United States of America

2012 | Cited 0 times | D. Massachusetts | August 3, 2012


Plaintiff/relator David Provuncher is a former employee of defendant Angioscore, Inc., a biotechnology firm that manufactures and distributes angioplasty catheters under the trade name AngioSculpt. Provuncher brought this "whistle blower" action based on allegations that AngioScore "deliberately suppressed adverse event reporting of injuries and incidents" involving the AngioSculpt EX PTCA Scoring Balloon Catheter (EX Catheter), and sold it knowing that it was "defective" in violation of the federal False Claims Act (FCA), 31 U.S.C. §§ 3729 (a)(1)(A)-(B) (Counts I and II). Provuncher further alleges that as a result of his "attempt[s] to halt such conduct by persuading [Angioscore] that the EX Catheter was defective and that the company had to report adverse events to the [Food and Drug Administration (FDA)]," he was terminated in violation of 31 U.S.C. § 3730(h) (Count III), and in violation of a Massachusetts public policy protecting at-will employees from retaliatory discharge (Count IV).

On September 15, 2011, Angioscore filed a motion to dismiss Provuncher's Amended Complaint. This court allowed the motion on May 1, 2012, finding that: Count I of the Amended Complaint failed to "allege the representative transactions with particularity"; Count II did "not connect any purportedly false statement to a specific claim that was submitted to the government"; Count III failed "to plead a causal connection between Angioscore's decision to terminate [Provuncher's] employment and its knowledge or perception that he was engaged in protected FCA-related activity"; and finally, that Provuncher's personally-held qualms over marketing the EX Catheter did not implicate the Massachusetts public policy exception in Count IV. See May 1, 2012 Mem. and Order1 at 8, 9, 16, and 18. However, the court granted Provuncher leave to file a Second Amended Complaint (SAC) conforming to the pleading standard set out in Ashcroft v. Iqbal, 556 U.S. 662, 678 (2009) ("To survive a motion to dismiss, a complaint must contain sufficient factual matter, accepted as true, to state a claim to relief that is plausible on its face."), and the requirements of Fed. R. Civ. P. 9(b). See United States ex rel. Duxbury v. Ortho Biotech Prods., L.P., 579 F.3d 13, 29-30 (1st Cir. 2009).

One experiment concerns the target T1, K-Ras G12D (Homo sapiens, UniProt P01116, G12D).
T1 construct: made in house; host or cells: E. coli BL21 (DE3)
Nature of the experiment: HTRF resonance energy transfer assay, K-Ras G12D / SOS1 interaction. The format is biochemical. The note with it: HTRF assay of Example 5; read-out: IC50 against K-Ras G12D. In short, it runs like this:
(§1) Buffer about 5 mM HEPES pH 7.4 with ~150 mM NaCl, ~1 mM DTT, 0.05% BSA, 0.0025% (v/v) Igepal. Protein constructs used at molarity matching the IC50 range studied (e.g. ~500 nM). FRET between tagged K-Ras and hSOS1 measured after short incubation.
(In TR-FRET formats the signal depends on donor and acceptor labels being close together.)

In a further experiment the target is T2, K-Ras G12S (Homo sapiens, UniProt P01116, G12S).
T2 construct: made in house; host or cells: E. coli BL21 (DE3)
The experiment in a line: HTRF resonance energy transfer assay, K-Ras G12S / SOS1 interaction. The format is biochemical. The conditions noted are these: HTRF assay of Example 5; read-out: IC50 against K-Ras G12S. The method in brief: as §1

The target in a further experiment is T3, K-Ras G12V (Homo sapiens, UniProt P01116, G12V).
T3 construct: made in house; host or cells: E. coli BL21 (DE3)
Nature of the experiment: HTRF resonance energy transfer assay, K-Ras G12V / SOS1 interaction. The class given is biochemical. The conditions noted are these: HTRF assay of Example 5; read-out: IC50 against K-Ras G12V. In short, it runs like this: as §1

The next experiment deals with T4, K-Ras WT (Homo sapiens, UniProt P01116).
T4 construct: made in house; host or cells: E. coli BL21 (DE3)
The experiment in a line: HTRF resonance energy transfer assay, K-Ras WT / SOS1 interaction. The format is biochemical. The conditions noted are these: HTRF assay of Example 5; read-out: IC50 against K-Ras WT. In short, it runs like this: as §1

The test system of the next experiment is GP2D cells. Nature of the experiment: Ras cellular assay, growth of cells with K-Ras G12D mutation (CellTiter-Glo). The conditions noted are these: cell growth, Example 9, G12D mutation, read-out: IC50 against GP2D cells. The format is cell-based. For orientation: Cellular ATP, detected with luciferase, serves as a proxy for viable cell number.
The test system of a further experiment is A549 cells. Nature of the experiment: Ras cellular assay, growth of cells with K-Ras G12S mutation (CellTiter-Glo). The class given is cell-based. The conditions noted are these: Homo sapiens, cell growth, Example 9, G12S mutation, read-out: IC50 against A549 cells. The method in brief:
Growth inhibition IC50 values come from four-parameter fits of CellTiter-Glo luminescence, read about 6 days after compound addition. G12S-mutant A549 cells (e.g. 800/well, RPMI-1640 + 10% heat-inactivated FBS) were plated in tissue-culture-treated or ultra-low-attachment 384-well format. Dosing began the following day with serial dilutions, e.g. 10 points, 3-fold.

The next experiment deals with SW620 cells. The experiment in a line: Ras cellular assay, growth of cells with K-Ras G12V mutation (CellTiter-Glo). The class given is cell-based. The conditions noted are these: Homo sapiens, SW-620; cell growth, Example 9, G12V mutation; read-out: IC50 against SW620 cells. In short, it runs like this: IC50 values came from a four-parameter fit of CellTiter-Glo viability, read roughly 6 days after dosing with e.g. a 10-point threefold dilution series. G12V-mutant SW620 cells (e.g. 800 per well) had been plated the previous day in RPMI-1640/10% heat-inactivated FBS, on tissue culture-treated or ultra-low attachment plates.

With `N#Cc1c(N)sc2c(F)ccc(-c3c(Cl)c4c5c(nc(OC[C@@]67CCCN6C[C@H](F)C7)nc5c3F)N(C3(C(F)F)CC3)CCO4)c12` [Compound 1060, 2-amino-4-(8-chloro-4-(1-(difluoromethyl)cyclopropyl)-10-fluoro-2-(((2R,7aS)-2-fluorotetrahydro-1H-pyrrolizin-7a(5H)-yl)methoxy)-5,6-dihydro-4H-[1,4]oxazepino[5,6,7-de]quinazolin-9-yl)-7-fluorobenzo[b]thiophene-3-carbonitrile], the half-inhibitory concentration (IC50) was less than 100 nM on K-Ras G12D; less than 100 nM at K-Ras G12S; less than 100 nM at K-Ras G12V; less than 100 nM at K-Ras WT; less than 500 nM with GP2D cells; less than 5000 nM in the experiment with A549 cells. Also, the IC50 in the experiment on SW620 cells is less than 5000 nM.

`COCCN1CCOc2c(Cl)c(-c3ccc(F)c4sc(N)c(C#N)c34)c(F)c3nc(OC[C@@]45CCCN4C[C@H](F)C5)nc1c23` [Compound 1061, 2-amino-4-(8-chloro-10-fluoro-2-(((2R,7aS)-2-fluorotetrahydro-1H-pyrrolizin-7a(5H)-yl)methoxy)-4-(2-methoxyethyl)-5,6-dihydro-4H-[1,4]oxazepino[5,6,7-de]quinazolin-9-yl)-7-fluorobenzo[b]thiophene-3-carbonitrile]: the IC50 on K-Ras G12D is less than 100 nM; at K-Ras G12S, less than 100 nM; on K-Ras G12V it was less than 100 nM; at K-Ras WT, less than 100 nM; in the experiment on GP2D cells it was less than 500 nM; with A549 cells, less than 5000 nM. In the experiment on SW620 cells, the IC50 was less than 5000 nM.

Provuncher's SAC sets out the same four Counts, while adding some supporting detail regarding the alleged false claims presented by Angioscore to the government.2 See, e.g., SAC Tables 3 & 4 and Ex.s C & D. The basic theory of the case, however, remains unchanged. Provuncher premises the lawsuit on what he describes as the "routine separation" of the EX Catheter, which he claims renders the catheter "defective; or . . . misbranded; or . . . medically unnecessary or worthless." Under Provuncher's theory, any claim for payment for any EX Catheter manufactured prior to June of 2009 is ipso facto a "false claim" under the FCA because by his reasoning every such catheter sold was defective and therefore had no value. See SAC ¶¶ 4-5; Sur-Reply at 2-3. The problem with the theory is that Provuncher bases it on but 15 documented instances of separation out of the 3,750 EX Catheters that were manufactured prior to June of 2009, and sold and implanted. See SAC ¶ 36 (alleging 5 separations); ¶ 43 (alleging 10 additional separations); ¶ 81 (alleging more than 3,750 of the EX Catheters were implanted during angioplasty procedures); and ¶ 84 ("[Angioscore] knew that because no one could predict which units would fail, and because those that did fail could cause serious injury, none of the units were sufficiently reliable to be used in humans."). It simply does not follow that, based upon a failure rate of 0.4% of a sensitive medical device, every such device sold is defective.